Listening Together: Vision-Casting in Community
By Chris S. Baker
Casting vision should be shared among leaders rather than done by one in top-down fashion.
“There has to be more than this.”
That was the impression I was left with after one specific session in a class about pastoral leadership. We were reading books with titles like “37 Lengthy Laws of Leadership for the Lonely Latecomer” and “The Pastor as President of the Church”. The advice and instruction given seemed like decent, common-sense leadership direction. It’s not that the information was bad; it just seemed like something was missing. If Jesus was actually the unique, revolutionary person most Christians think he is, shouldn’t leadership taken from his example be unique too? There had to be more than what I was reading in these leadership manuals.
Fast-forward a number of years to the time when I became familiar with Thomas Jay Oord’s work on God’s nature as uncontrolling love. I soaked in all I could and found it very helpful in many areas of thought and life. As I read, I realized there are two major characteristics of God that run through Oord’s work: God is self-giving and God is others-empowering. Those two characteristics are at the core of who God is and what uncontrolling love looks like. If we are created in the image of God and God is self-giving and others-empowering, what might that mean for leadership? What might it look like for Christian leaders to be self-giving and others-empowering?
I co-pastor a small Nazarene church with my wife Teresa. For a number of reasons our church is going through a time of turning the page. We’re experiencing redefinition and transformation in many ways. Because of the needs of the church, we find ourselves in a time of heavy vision casting. Quite naturally, then, we have been considering what it might look like to cast vision in a way that is self-giving and others-empowering.
In the contexts that Teresa and I grew up in and serve in, it is common to think of the pastor as the sole vision-caster. Though it is not usually spelled out quite this plainly, the model most people have in their minds is that as the pastor spends time in prayer, God gives the pastor a vision for a local church. It is then the pastor’s job to express or share that vision in a way that excites or inspires the local church enough to go accomplish the work of the vision. It is common to hear people pray that God would give vision to the pastor for the church.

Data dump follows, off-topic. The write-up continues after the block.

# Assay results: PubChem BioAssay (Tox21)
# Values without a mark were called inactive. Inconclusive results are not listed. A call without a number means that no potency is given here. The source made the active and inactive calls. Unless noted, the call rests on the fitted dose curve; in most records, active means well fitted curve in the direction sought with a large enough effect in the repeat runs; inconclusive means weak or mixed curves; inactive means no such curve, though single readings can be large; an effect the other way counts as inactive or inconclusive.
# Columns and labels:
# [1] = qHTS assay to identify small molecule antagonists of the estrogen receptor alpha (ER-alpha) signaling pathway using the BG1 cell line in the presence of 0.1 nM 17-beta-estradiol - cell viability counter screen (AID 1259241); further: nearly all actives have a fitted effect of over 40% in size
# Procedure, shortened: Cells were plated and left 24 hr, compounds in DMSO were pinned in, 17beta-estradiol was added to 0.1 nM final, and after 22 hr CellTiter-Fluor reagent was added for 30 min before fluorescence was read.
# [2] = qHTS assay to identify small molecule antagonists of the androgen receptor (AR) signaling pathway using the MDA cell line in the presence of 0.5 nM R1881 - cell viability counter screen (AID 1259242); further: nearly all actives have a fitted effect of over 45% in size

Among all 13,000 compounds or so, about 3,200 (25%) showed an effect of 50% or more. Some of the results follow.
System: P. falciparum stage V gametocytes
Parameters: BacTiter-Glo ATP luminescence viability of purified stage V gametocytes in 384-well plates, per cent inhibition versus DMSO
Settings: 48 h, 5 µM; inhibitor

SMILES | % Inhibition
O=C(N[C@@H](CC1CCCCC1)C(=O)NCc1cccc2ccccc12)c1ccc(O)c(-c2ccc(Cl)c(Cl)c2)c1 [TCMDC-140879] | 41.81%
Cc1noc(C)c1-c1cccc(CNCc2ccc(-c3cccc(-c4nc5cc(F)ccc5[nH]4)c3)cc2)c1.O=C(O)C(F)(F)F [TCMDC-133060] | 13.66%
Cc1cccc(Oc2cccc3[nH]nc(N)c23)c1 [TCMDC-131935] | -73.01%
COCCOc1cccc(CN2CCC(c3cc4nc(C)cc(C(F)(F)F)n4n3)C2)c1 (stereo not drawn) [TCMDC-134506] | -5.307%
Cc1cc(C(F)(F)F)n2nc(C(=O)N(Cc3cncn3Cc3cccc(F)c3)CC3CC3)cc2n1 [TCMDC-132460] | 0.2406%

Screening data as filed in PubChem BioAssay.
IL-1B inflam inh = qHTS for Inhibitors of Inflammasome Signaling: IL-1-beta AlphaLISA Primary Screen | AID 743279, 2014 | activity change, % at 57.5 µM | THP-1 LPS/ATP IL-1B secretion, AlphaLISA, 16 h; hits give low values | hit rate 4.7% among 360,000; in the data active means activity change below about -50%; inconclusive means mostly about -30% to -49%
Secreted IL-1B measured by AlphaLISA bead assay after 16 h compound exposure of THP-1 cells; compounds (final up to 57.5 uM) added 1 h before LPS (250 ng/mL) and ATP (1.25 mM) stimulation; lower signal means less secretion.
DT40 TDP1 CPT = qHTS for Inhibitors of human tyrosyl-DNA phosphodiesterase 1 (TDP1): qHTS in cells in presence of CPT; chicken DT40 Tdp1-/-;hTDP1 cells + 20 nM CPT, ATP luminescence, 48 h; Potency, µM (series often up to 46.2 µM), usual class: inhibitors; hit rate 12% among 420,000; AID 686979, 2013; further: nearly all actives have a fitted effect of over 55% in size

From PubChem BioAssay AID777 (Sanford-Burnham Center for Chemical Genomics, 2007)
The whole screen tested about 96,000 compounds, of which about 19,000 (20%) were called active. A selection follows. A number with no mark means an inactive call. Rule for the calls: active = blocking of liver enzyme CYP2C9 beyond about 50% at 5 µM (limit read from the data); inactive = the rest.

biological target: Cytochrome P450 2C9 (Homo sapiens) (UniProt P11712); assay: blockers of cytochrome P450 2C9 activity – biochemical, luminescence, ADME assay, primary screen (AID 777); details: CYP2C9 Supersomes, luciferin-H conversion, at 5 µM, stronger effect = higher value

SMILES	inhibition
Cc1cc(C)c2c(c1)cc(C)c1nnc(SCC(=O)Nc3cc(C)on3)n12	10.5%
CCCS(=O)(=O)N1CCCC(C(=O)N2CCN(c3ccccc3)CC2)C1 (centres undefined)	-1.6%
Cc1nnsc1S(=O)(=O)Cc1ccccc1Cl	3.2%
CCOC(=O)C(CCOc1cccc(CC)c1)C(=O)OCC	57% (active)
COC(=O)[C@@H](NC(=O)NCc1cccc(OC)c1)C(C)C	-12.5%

With this model of vision casting, there can be great pressure on the pastor to hear something new from God. Everything relies on the pastor and her reception of the vision God is giving. How long should it take to receive God’s vision? How much time is too much time? As the pastor, should I have heard a clear vision from God yet? Did God already speak, and I missed it? Then, when the pastor receives the vision from God, there is pressure to communicate that vision to the church board, council or congregation in a way that inspires action and dedication to the vision. If the dedication and inspiration aren’t there, is it because the pastor misheard the vision? Or maybe the pastor just didn’t communicate the vision well. This method of vision casting can lead to great anxiety, pressure and doubt about the process itself.
What if there are other models of vision casting?
As we listen for God’s voice leading our church, we have taken a few steps that don’t fall neatly into the vision-casting model summarized above. First, as we met with the church board, we encouraged them to take a full month to pray consistently that all of us—the pastors, church board and whole church—might hear where God is leading us. We asked them to pray not just for us as pastors, that we might hear from God, but also for themselves as the church board and the whole church body. This was important because it affirmed to them that as pastors, we believe God speaks not only to us but also to the whole body of Christ. In addition, it made them aware that not only should they be praying for us as their pastors (which we greatly appreciate!), but they also should be listening for what God might be saying to them about the vision and future of the church.
The second step in vision casting happened over a period of time. The next few months as the leadership of the church gathered in different settings, Teresa and I opened the conversation by asking a number of different questions: How has God made this local body of believers unique? How is this local body different from other local bodies of believers? What do we do well? What gifts has God created us with that God might be leading us to use both for the benefit of the local church and for the benefit of our community?